Obvious signs of wind damage can be seen where trees and large shrubs are blown over, or their trunks are snapped some way up from the ground. This damage is always worse when the trees and shrubs are still in leaf, as these provide more resistance to the wind. So evergreens usually suffer more damage than deciduous plants, and gales in summer often cause more damage than those in winter.
But there are other symptoms that may plants can suffer when being buffeted by strong or cold winds.
Wind causes damage to the leaves of a wide range of plants by shredding them. Leaves can also suffer wind scorch (leaf scorch), where they wither, with a scorched look, with brown or sometimes black colouring either on their edges or over more-or-less the whole leaf. The leaves turn dry and brittle and may fall off. The wind acts like a vacuum cleaner – literally sucking water out of the leaves, and more quickly than the roots can replenish it, causing them to become damaged and/or die.
Wind scorch is worse when the soil or compost is frozen [LINK: Cold and frost damage], very dry [LINK: Drought and underwatering] or waterlogged [LINK: Waterlogging, flooding and overwatering], since the roots cannot absorb water to replace that lost through the leaves.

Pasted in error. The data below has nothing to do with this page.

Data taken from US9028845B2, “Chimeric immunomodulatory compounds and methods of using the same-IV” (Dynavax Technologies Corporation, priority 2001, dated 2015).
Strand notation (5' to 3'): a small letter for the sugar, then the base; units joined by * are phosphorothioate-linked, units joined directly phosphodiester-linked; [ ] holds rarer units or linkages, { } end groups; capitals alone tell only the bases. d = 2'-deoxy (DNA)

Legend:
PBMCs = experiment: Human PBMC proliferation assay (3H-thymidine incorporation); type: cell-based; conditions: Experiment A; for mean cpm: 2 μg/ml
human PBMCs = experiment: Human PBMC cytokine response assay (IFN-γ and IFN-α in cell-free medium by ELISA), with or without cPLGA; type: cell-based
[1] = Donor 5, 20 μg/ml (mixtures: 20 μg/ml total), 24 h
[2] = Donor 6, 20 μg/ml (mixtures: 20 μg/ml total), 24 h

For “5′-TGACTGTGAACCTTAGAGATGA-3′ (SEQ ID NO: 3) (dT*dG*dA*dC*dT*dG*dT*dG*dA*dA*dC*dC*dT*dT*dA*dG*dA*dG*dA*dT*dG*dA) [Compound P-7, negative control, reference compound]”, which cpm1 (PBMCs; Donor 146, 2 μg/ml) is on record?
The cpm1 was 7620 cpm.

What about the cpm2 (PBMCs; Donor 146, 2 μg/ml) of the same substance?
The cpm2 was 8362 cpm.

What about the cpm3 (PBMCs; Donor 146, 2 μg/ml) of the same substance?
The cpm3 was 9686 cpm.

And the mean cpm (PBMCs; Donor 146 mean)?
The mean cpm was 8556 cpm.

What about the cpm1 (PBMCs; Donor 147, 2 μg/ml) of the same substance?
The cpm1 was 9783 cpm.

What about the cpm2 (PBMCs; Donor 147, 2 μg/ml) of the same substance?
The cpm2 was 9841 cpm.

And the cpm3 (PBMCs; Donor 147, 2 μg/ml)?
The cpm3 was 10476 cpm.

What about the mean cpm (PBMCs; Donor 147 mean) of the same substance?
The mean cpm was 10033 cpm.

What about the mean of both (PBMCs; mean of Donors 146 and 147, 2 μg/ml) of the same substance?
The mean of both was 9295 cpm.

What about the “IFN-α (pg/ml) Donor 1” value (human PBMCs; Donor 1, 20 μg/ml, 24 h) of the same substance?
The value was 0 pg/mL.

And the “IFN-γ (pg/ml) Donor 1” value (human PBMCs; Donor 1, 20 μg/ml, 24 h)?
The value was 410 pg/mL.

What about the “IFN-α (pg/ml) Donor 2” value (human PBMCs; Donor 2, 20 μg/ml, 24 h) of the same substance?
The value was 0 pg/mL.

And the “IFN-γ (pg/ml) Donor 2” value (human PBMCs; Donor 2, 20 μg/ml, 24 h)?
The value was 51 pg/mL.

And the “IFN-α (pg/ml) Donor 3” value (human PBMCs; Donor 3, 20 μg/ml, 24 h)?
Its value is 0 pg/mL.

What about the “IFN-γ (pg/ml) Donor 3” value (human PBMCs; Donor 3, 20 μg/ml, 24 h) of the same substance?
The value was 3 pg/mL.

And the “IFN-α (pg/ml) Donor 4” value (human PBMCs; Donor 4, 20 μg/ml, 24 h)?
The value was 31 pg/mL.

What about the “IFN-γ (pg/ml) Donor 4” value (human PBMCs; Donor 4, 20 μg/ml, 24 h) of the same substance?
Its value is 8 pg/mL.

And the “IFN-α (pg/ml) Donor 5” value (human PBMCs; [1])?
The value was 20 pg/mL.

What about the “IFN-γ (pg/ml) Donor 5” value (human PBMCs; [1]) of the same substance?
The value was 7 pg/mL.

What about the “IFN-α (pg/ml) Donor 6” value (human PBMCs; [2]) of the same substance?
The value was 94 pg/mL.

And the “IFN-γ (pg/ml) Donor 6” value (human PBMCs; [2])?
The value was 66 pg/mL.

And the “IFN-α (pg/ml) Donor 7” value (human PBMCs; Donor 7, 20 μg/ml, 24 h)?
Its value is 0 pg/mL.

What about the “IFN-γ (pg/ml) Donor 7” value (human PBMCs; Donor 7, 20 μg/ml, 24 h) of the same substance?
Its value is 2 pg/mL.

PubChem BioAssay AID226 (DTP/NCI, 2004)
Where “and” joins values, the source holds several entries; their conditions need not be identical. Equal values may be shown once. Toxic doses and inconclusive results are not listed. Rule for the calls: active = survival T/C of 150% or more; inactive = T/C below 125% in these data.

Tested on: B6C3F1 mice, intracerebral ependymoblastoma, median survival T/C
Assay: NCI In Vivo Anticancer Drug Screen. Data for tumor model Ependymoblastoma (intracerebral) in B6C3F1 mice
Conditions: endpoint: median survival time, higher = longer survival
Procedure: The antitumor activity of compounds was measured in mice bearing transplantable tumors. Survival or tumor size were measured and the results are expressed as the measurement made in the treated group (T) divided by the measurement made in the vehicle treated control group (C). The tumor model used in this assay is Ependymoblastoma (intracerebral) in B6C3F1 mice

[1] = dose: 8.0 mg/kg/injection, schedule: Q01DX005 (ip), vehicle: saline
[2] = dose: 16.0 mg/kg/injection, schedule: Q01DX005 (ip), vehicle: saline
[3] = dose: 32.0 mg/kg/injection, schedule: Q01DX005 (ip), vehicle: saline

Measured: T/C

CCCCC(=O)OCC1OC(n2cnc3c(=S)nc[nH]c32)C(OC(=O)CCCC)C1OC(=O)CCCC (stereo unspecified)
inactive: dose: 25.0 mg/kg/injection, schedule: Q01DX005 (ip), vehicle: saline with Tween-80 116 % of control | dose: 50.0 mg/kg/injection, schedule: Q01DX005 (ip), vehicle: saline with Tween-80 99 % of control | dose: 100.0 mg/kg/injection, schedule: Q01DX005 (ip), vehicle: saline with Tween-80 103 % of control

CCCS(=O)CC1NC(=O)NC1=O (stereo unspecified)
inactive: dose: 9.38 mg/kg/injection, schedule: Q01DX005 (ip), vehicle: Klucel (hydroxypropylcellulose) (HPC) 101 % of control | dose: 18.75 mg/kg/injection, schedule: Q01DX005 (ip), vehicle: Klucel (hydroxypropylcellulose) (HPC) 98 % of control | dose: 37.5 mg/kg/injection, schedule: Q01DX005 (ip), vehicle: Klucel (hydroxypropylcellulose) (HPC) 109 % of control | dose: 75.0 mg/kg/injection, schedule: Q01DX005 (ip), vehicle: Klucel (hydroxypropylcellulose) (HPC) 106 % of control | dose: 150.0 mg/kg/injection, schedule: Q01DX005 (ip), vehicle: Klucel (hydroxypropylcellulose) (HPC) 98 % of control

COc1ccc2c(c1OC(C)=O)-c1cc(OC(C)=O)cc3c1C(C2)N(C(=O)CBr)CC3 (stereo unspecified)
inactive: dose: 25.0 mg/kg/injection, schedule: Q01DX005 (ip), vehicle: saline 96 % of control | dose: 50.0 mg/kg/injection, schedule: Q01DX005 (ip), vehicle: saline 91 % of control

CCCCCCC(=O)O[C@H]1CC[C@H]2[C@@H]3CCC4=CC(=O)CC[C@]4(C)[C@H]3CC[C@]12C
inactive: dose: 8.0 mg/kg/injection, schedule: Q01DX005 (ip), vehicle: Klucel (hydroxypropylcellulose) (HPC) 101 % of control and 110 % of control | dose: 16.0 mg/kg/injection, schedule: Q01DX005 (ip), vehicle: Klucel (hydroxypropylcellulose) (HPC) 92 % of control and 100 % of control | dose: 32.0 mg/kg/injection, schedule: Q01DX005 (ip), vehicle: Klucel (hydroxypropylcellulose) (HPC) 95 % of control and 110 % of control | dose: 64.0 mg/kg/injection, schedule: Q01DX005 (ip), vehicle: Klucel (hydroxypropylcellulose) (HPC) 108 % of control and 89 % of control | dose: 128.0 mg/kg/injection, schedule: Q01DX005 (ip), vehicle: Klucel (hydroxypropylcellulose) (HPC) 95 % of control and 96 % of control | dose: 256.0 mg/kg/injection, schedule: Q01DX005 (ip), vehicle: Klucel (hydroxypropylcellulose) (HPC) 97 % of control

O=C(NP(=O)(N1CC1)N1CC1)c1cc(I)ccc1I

New and young plants are usually more susceptible to wind damage than fully established ones, since they haven’t established a good root system. The new leaves are more susceptible to wind scorch than mature ones.
Wind rock can damage plants with relatively weak or shallow roots. The wind rocks the stems and leaves back and fore and this is transferred to the roots, which move and break in the soil. Roses, buddleia and Lavatera are commonly affected by wind rock.
Plants, especially tall or top-heavy ones, growing in containers can be damaged when they are blown over. As the damage happens when they strike the ground’ leave upturned containers where they are and only right them when the wind has calmed down.